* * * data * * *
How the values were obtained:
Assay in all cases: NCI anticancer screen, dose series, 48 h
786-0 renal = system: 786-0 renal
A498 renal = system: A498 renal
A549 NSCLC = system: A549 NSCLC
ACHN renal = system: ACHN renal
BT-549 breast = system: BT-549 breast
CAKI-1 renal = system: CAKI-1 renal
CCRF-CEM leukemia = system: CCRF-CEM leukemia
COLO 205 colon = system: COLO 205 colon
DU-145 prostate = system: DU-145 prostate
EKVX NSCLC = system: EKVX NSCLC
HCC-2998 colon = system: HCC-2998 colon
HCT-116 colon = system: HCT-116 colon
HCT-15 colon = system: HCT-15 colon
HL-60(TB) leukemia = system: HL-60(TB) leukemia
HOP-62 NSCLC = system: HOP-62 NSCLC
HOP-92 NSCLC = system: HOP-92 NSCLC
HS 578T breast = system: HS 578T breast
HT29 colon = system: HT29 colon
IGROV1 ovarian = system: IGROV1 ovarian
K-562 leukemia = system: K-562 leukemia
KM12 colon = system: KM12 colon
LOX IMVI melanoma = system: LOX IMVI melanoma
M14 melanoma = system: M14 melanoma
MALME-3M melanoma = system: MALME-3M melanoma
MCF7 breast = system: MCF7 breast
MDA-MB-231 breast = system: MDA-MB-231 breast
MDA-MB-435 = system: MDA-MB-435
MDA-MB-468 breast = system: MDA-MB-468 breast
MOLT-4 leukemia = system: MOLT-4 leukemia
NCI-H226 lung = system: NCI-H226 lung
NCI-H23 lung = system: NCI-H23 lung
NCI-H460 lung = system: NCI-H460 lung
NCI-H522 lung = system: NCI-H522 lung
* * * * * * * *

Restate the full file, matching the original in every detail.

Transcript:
How the values were obtained:
Assay in all cases: NCI anticancer screen, dose series, 48 h
786-0 renal = system: 786-0 renal
A498 renal = system: A498 renal
A549 NSCLC = system: A549 NSCLC
ACHN renal = system: ACHN renal
BT-549 breast = system: BT-549 breast
CAKI-1 renal = system: CAKI-1 renal
CCRF-CEM leukemia = system: CCRF-CEM leukemia
COLO 205 colon = system: COLO 205 colon
DU-145 prostate = system: DU-145 prostate
EKVX NSCLC = system: EKVX NSCLC
HCC-2998 colon = system: HCC-2998 colon
HCT-116 colon = system: HCT-116 colon
HCT-15 colon = system: HCT-15 colon
HL-60(TB) leukemia = system: HL-60(TB) leukemia
HOP-62 NSCLC = system: HOP-62 NSCLC
HOP-92 NSCLC = system: HOP-92 NSCLC
HS 578T breast = system: HS 578T breast
HT29 colon = system: HT29 colon
IGROV1 ovarian = system: IGROV1 ovarian
K-562 leukemia = system: K-562 leukemia
KM12 colon = system: KM12 colon
LOX IMVI melanoma = system: LOX IMVI melanoma
M14 melanoma = system: M14 melanoma
MALME-3M melanoma = system: MALME-3M melanoma
MCF7 breast = system: MCF7 breast
MDA-MB-231 breast = system: MDA-MB-231 breast
MDA-MB-435 = system: MDA-MB-435
MDA-MB-468 breast = system: MDA-MB-468 breast
MOLT-4 leukemia = system: MOLT-4 leukemia
NCI-H226 lung = system: NCI-H226 lung
NCI-H23 lung = system: NCI-H23 lung
NCI-H460 lung = system: NCI-H460 lung
NCI-H522 lung = system: NCI-H522 lung